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This is a intro to mod. alg. question which I think I have figured out, but I'm not sure if my proof is flawless, or if there's a much easier way to answer the question.

Proof:

Choose any $c$ for which $c | a^2$ and $c | b^2$. Pick any prime factor of $c$, name it $q$. Then we have
$q|c \ $ and $\ c|a^2 \implies q|a^2 \implies q|a \ $ since $q$ prime. Similarly, $q|b$
And since $\gcd(a,b) = p$ by assumption, then $q|p$
Since $p$ prime, $q \in \{\pm1, \pm p\}$
However, we assumed $q$ prime, and so $q \ne \pm1$, thus $q = \pm p$

The choices of $c$ and $q$ were arbitrary, therefore for any common divisor of $a^2$ and $b^2$, all of its prime factors are $\pm p$.

Thus, $\gcd(a^2,b^2) = p^k$ for some nonnegative integer $k$. We will show $k=2$
Suppose, to the contrary, that $k<2$ or $k>2$

note: $k$ must be even, since
$ p^y |a \iff p^y x=a \iff p^{2y} x^2 =a^2 \iff p^{2y} |a^2$
for some $x \in \Bbb{Z}$, and assuming $a,x>0$ WLOG.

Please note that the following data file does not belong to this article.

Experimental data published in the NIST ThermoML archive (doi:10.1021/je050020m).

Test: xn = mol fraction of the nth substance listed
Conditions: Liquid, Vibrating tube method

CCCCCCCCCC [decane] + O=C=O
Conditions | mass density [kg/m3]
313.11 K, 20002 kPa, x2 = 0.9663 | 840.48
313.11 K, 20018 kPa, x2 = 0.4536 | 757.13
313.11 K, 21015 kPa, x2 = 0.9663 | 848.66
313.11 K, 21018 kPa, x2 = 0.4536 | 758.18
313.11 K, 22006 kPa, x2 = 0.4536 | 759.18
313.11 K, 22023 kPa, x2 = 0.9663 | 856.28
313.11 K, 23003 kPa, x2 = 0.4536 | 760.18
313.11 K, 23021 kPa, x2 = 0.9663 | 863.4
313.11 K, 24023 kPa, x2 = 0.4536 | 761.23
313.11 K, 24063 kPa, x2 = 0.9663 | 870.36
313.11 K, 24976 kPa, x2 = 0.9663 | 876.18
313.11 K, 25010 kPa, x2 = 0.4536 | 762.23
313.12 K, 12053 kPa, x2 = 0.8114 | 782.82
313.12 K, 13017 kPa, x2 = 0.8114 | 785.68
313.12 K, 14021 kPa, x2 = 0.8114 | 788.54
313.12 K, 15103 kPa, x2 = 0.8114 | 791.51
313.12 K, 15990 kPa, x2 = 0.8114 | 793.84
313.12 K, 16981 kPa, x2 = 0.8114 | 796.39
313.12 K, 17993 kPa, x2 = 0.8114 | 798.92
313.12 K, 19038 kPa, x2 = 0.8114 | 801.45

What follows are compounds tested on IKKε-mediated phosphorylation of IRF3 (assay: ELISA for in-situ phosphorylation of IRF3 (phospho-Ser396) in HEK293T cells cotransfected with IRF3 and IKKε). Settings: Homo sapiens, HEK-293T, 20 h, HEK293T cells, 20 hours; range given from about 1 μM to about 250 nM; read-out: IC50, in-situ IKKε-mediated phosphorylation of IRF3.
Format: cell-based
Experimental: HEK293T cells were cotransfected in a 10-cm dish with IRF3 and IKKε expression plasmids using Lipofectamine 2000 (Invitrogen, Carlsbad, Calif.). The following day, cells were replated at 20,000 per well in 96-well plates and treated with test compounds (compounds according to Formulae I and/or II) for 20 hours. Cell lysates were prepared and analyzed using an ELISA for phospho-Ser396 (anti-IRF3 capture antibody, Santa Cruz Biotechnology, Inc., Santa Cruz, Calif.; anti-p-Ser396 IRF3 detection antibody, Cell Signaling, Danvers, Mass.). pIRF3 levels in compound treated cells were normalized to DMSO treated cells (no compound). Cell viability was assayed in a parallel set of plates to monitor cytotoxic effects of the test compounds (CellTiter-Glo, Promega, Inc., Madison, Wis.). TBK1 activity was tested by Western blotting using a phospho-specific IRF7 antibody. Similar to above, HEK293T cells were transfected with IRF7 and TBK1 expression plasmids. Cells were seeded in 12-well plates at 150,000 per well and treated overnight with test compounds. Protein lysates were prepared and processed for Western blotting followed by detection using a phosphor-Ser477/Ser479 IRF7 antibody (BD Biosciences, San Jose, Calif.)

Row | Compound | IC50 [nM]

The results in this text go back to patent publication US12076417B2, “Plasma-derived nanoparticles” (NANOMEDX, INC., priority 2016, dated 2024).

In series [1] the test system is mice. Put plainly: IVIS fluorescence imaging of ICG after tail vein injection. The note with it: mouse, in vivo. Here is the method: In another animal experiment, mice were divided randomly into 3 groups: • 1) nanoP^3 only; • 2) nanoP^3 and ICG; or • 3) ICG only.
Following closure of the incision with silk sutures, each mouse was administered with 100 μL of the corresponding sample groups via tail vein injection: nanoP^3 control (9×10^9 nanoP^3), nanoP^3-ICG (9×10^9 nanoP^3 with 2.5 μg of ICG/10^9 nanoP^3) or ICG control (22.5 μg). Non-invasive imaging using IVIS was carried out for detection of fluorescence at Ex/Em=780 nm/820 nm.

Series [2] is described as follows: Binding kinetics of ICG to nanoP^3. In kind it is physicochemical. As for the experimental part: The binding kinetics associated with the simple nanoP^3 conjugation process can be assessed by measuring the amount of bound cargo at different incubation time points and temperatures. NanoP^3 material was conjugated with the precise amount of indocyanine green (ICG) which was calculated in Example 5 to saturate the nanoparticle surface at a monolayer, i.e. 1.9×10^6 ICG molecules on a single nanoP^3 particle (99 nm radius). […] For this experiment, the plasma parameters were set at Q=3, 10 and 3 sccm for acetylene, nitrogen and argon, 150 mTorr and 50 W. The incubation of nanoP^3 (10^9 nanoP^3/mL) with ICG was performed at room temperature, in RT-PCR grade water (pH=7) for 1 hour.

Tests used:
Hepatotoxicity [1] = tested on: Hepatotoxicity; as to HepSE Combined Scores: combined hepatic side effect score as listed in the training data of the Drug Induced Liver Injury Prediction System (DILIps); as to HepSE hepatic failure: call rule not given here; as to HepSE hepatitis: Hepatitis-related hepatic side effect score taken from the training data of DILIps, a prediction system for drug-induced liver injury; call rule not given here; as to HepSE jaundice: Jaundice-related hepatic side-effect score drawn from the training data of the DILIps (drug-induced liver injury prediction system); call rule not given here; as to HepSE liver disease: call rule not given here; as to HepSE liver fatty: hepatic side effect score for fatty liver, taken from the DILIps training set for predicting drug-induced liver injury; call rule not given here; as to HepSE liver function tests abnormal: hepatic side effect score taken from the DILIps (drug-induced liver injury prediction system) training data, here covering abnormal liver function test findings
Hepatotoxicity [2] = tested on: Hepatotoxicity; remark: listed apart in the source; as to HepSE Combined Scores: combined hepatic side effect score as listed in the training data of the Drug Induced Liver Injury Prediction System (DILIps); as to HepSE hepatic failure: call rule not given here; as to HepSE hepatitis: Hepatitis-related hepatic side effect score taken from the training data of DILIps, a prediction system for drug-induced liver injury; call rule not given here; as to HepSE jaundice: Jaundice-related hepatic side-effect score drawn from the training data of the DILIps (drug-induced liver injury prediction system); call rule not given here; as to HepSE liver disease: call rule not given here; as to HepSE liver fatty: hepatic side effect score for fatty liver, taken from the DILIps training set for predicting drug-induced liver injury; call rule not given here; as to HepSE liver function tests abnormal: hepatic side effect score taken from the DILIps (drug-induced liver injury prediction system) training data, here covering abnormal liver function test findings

Case 1) If $k<2$ and $k$ even, then $k = 0 \implies p^k = 1$, however $p >1$ is a common divisor of $a^2$ and $b^2$, therefore $\gcd(a^2, b^2) \ge p \gt 1$, thus contradicting our assumption that $gcd(a^2,b^2) = p^k =1$, and therefore $k \not\lt 2$

Case 2) $k \gt 2$ and $k$ even implies $k \ge 4$, and so $p^4 |p^k$ and since $p^k | a^2$ by assumption, we have
$p^4 |a^2 \implies p^4z=a^2 \implies p^2 \sqrt{z} = a \implies p^2 |a$
For some $z \in \Bbb{Z}$, and note: $\sqrt{z}$ must be integral, since $p^4 z$ is a perfect square.

Similarly, $p^2 |b$, then $p^2$ is a common divisor of $a$ and $b$ and note: in general, $p^2 >p$
This contradicts our assumption that $\gcd(a,b) = p$

Hence, $k \not \gt 2$, and thus $k=2$

Therefore $\gcd(a^2, b^2) = p^2$.

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  • $\begingroup$ @Magdiragdag edited, thank you! $\endgroup$ – Rob Bland Sep 13 '16 at 14:31
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Your proof looks correct to me, but I think I've got an easier one.

Since $\gcd(a,b)=p$, let $a=mp, b=np, \gcd(m,n)=1$. We wish to evaluate

$$k = \gcd(a^2,b^2)$$

$$k = \gcd(m^2p^2,n^2p^2)$$

$$k = p^2\gcd(m^2,n^2)$$

Since $\gcd(m,n)=1$, $\gcd(m^2,n^2)$ must also be $1$ (since $m$ and $n$ can have no common prime factors so $m^2$ and $n^2$ may not either), so we have that

$$k=p^2$$

finishing the proof. We may also note that we never used the assumption that $p$ is prime, so this works for all positive integers $p$.

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